The LITA Top Tech Trends panel at ALA Midwinter covered augmented reality, virtual reality, trends in teaching and technology, gamification, community driven technology innovation, and more.
“We have to focus on a deeper understanding of the relational nature of learning” says Brigid Barron, associate professor at the school of education at California’s Stanford University. A faculty colead of the Learning in Informal and Formal Environments (LIFE) center, Barron and her colleagues explore the importance of social learning environments through the National Science Foundation–funded project.
Developed by the University of Oklahoma Libraries’ Innovation @ the Edge staff and launched early this year, the new Oklahoma Virtual Academic Laboratory (OVAL) is already hosting interactive coursework for students enrolled in architecture, interior design, chemistry and biochemistry, art history, English, journalism, and library and information science classes.
A few weeks ago, the Skokie Public Library (SPL) finished its four-week “Cracking the HTML Code: Build Your Own Website” program using a MOOC/flipped classroom mashup. Now in its fourth iteration, this class has had successes, failures, and everything in between. Needless to say, we’ve learned a lot about what works and what doesn’t.
Twenty library and information science programs, including the University of Illinois at Urbana-Champaign, the University of Washington, Rutgers University, Indiana University–Purdue University Indianapolis (IUPUI), and the University of Pittsburgh, have begun using free hosted instances of the Koha open-source integrated library system (ILS) as an instructional resource via the Koha Klassmates program launched by ByWater Solutions last fall.
On April 13, the American Library Association (ALA) and Google announced the “Libraries Ready to Code” project, which will investigate the current status of computer programming activities in U.S. public and K–12 libraries with the goal of ultimately broadening the reach and scope of these coding programs. The project will include an environmental scan, practitioner interviews, focus groups, and site visits, and particular attention will be focused on opportunities that libraries are providing to minorities, girls, and other groups that are currently underrepresented in computer science and related fields, according to an announcement. The results of the project will be used to further engagement by ALA, and to inform a computer science policy agenda as part of the ALA Office for Information Technology Policy’s (OITP) Youth and Technology program.
In a move that creates the world’s largest single distributor of curated content for librarians and educators with $3.6 billion in combined annual sales, Follett Corporation on April 18 announced the acquisition of Baker & Taylor from private equity firm Castle Harlan Partners. Baker & Taylor will continue to operate as before, retaining its existing management team and Charlotte, NC headquarters. George F. Coe, Baker & Taylor’s President and CEO, will continue to lead the division with the new title Follett Group President, Baker & Taylor and Follett School Solutions, reporting to Follett President and CEO Ray A. Griffith.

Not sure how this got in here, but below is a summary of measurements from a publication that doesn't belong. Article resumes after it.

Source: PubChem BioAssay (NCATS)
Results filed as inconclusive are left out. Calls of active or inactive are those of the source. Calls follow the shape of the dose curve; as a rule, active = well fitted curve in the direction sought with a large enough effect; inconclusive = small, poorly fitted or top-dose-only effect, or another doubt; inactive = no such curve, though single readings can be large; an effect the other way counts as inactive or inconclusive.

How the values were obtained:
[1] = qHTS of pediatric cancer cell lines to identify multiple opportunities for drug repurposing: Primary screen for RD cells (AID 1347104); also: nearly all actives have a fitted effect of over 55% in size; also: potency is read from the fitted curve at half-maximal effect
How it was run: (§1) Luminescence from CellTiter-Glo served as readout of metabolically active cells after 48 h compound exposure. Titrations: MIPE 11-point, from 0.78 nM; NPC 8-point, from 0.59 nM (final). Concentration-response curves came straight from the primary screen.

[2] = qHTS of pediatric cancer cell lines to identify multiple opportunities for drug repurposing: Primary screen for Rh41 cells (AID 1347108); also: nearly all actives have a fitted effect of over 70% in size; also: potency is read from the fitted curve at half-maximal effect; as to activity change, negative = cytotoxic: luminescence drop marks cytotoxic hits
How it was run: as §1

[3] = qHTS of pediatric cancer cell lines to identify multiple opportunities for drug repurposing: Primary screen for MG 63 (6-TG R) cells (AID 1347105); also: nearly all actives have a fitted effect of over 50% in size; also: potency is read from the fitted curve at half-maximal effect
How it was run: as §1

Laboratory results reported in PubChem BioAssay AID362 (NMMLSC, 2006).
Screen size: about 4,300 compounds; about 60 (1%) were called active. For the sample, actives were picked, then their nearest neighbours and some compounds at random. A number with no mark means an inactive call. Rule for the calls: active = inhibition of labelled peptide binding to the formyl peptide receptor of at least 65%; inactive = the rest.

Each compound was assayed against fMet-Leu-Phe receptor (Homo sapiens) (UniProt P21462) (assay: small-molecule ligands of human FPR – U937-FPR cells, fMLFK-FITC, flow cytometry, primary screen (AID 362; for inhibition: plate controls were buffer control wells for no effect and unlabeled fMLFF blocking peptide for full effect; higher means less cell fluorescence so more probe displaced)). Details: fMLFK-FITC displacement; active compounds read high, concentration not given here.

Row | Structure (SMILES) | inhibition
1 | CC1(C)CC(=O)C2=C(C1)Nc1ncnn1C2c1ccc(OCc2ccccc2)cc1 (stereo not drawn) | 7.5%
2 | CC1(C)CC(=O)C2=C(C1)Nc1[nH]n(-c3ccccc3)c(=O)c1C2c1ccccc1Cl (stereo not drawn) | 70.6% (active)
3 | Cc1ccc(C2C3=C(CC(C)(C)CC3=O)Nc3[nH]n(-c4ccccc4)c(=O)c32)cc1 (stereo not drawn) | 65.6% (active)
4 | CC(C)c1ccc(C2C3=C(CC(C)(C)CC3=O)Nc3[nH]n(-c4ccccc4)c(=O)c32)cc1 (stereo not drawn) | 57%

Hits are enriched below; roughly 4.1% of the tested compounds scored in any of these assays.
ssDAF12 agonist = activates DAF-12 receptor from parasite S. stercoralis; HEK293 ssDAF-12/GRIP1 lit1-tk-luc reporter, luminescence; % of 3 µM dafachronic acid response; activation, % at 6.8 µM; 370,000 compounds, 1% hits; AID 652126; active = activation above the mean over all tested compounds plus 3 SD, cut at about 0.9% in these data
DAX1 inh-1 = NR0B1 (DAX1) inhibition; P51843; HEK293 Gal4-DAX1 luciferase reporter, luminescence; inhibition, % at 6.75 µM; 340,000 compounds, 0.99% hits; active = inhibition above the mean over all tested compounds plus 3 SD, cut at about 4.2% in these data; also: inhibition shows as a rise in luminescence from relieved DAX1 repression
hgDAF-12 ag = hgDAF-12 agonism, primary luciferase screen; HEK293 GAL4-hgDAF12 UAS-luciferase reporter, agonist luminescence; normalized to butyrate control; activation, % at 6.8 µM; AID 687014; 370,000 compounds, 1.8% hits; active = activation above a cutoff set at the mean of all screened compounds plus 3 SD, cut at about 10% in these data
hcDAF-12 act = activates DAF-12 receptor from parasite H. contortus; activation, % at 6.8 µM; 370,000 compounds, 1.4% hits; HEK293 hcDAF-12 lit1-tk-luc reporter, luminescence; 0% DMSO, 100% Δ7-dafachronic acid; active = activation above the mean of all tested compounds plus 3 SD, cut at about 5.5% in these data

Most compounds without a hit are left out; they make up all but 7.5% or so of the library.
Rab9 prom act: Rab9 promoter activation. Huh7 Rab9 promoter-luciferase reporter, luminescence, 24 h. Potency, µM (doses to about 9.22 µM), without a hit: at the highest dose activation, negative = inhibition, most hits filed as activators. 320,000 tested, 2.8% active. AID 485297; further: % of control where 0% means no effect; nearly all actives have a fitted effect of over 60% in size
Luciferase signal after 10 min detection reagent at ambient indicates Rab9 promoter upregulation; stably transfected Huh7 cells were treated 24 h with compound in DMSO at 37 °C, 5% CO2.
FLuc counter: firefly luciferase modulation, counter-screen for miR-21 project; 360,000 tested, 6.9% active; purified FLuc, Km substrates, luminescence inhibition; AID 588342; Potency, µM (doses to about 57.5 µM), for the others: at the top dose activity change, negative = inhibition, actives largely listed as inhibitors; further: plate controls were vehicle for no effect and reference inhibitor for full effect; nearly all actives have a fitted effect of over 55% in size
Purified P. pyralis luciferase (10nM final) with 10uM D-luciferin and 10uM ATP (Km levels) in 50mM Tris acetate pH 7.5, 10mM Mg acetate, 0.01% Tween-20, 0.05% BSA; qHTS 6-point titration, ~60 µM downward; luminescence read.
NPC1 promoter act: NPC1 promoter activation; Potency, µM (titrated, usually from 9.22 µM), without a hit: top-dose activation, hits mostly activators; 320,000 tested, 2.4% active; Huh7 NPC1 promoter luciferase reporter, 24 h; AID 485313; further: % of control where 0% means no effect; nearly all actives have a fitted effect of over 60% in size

Digital technology solutions provider Findaway has announced the debut of the Playaway Launchpad tablet for teens and adults, featuring a selection of pre-loaded interactive learning apps, brain games, comics, and casual games. The new line of pre-loaded tablets was developed with feedback from librarians following the success of the original Playaway Launchpad for children, which debuted in April 2015. Findaway founder and CEO Mitch Kroll noted that the tablets, which start at $99, could help libraries bridge the digital divide.
Anne Neville knows the value of open data. Neville, director of the California Research Bureau at the California State Library, has spent the last six years directing the State Broadband Initiative at the National Telecommunications and Information Administration in Washington, DC. She’s passionate about digital equity, and supporting the critical work public libraries do to make information accessible to communities.
Can I take this home? is a question I would hear every day while in the Hotspot at the Free Library of Philadelphia’s (FLP) Village of Arts and Humanities. The “thing” in question was a MaKey MaKey, and the answer was always, “No, but you can take home what you are plugging it into!” Working with youth aged seven to 18 years old we were creating computer-connected mazes with Play-Doh, homemade Dance Dance Revolution dance-pads using copper tape, and novel game controllers operated by licking ice cream.